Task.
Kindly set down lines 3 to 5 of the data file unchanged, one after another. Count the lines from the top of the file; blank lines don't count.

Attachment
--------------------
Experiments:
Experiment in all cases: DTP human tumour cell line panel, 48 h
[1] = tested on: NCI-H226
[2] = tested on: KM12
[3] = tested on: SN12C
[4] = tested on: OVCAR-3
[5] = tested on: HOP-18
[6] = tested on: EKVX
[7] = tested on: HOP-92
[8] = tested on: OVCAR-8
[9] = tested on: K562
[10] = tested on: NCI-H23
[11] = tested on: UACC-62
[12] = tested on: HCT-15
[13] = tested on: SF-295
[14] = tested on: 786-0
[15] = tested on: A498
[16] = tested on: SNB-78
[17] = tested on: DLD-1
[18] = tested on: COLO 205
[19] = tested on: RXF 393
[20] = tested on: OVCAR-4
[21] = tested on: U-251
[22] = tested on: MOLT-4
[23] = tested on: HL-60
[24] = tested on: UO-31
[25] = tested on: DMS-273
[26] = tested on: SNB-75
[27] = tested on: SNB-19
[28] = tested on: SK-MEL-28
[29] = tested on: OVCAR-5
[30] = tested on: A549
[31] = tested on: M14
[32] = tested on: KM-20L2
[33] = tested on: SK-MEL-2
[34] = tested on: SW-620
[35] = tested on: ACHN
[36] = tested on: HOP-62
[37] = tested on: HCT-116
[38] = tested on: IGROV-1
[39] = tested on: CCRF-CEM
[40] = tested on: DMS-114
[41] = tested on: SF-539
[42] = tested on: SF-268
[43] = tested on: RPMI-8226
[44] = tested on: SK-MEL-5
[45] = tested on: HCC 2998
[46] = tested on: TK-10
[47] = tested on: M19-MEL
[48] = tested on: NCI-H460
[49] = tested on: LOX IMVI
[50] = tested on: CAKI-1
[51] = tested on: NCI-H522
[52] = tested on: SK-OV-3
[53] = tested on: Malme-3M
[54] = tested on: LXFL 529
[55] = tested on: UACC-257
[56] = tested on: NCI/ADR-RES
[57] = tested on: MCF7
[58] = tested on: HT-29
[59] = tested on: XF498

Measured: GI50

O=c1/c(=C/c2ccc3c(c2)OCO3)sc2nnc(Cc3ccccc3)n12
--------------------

[1] = tested on: NCI-H226
[2] = tested on: KM12
[3] = tested on: SN12C